Election for Belmont Selectman and Others: Tuesday, April 4
Compiled by John DiCocco
Each year we ask candidates for selectman about issues they will likely face in the next three years. This year Guy Carbone and Adam Dash are running for the seat of Sami Baghdady, who retired after three terms as selectman. They were allotted 1,000 words each to distribute as they saw fit.
Belmont Citizens Forum: Now that development pressure is growing again, how can Belmont improve its planning process
Guy Carbone: Belmont is a neighborhood of residences. Town committees should consider the opinions of Belmont residents concerning decisions that affect their particular neighborhood, most importantly zoning. Those affected by proposed development should be given timely and sufficient information to discuss and share common issues with the Planning Board prior to final decisions being made. We must also allow for the fact that Belmont residents have changing lifestyles and demands. There must be coordination between and among boards/committees. Development’s effect on the school system, traffic, public safety, and balancing cost/benefit ratios to Belmont, taxpayers, and tenants, are all important. I remain very concerned for the owners’ real property rights versus eminent domain exercised by government.
Adam Dash: We need to make sure that any growth is strategic, appropriate, and desired, so I recommend engaging residents in a public conversation about our shared goals for development. We want new businesses, with the services and tax revenue they bring, but we also want to protect the character of our neighborhoods and reduce our impact on the environment. Together, we must decide what type of development we want, what we do not want, where that development should go and to what extent. The result can be a set of focused and actionable goals to guide the planning process—not a study to sit on the shelf. For example, let’s discuss what kinds of uses would be appropriate for Belmont’s many underutilized properties, like defunct gas stations and abandoned buildings. As an attorney specializing in zoning matters, I was involved in a similar visioning process for the city of Somerville as a member of the mayor’s Zoning Advisory Committee that successfully aligned residents and businesses behind a shared development vision for the community. This is an important step we can take to improve Belmont’s planning process.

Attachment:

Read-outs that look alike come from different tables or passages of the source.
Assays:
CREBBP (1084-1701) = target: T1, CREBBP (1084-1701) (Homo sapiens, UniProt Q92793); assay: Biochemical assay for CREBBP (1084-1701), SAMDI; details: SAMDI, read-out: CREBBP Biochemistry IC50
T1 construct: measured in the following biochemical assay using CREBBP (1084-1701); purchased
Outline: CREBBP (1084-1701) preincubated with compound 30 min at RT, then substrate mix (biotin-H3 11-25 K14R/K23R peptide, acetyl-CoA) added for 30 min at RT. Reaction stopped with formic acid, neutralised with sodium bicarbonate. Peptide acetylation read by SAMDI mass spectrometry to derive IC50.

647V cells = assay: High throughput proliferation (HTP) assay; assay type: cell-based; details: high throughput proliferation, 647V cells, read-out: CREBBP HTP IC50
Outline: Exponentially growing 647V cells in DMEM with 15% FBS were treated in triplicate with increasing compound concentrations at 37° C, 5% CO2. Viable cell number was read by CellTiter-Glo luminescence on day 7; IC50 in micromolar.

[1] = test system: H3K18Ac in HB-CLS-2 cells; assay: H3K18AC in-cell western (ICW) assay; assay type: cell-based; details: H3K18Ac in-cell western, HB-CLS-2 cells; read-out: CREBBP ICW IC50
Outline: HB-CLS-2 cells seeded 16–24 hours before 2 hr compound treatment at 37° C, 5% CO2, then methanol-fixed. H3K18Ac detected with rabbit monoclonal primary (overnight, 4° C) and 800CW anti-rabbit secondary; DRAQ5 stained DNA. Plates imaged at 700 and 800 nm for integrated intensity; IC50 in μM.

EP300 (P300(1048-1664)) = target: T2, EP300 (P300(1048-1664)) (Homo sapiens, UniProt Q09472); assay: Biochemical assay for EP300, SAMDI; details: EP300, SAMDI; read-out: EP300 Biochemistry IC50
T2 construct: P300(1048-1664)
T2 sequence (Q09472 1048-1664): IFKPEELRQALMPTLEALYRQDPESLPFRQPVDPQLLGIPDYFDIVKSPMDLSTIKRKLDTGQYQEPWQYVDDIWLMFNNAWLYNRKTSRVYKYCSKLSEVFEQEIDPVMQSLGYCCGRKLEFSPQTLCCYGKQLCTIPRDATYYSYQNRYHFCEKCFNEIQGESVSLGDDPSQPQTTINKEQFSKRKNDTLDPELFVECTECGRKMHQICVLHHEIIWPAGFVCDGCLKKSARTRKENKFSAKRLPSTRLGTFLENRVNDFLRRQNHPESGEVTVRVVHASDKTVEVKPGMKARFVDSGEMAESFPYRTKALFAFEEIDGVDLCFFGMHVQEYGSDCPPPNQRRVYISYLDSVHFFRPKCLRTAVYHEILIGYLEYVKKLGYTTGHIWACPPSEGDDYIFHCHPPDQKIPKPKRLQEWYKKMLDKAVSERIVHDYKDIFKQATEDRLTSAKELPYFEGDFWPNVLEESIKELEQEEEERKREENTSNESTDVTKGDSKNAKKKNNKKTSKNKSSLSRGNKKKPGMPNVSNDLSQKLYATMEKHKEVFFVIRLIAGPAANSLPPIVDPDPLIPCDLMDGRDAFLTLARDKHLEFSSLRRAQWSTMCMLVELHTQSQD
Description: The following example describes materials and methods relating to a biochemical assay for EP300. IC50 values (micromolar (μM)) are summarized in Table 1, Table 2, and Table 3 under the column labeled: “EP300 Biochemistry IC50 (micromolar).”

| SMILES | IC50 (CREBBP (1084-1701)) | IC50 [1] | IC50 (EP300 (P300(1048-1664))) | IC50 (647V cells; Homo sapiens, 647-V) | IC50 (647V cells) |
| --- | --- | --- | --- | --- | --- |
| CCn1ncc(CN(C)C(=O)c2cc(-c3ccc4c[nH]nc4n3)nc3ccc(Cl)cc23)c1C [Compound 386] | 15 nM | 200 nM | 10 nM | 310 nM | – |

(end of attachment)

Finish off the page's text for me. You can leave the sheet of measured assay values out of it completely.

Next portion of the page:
BCF: What recommendations do you have for the re-use of the former Belmont Light building and the town incinerator?
Dash: The former Belmont Light building will be decommissioned around 2021, after the new electrical substation comes online. Between now and then, we will explore the possibilities for the building’s re-use, whether for expansion of the police station, creation of private commercial or mixed-use development, or other uses. As part of a larger town-owned tract of land, we should look at the entire site, including the police station, and the opportunities that result from being adjacent to the train station, the planned route of the community path, and the Belmont Center commercial district.
Dash: Possible uses [for the incinerator site] include a new police station, athletic fields, or solar farm. . .
The former incinerator site is part of a larger discussion of our aging infrastructure needs. Based on the terms of the land transfer from the state, the incinerator site is restricted to municipal uses. Possible uses currently under discussion include a new police station, athletic fields, or a solar farm (either by itself or as part of one of the other possible uses). Each possible use requires a different type of cap to contain the site’s contamination, and each cap has a different cost which needs to be taken into account.
For both sites, these decisions must result from a community discussion about how they fit into the long-range plans of the town. The reuse of these sites is up to all of us.
Carbone: I spent my entire professional life in the design and construction of buildings and so-called linear construction, and built a very successful law practice involving legal aspects of architecture, engineering, and construction. My vision for the incinerator site is to use this site for parks and play areas. The interest of both boys and girls in Little League and soccer necessitates access to more play space. Further, this area has adequate space for parking and managing environmental impacts. Before the site can be used, it must be remediated.
Carbone: My vision for the incinerator site is to use this site for parks and play areas.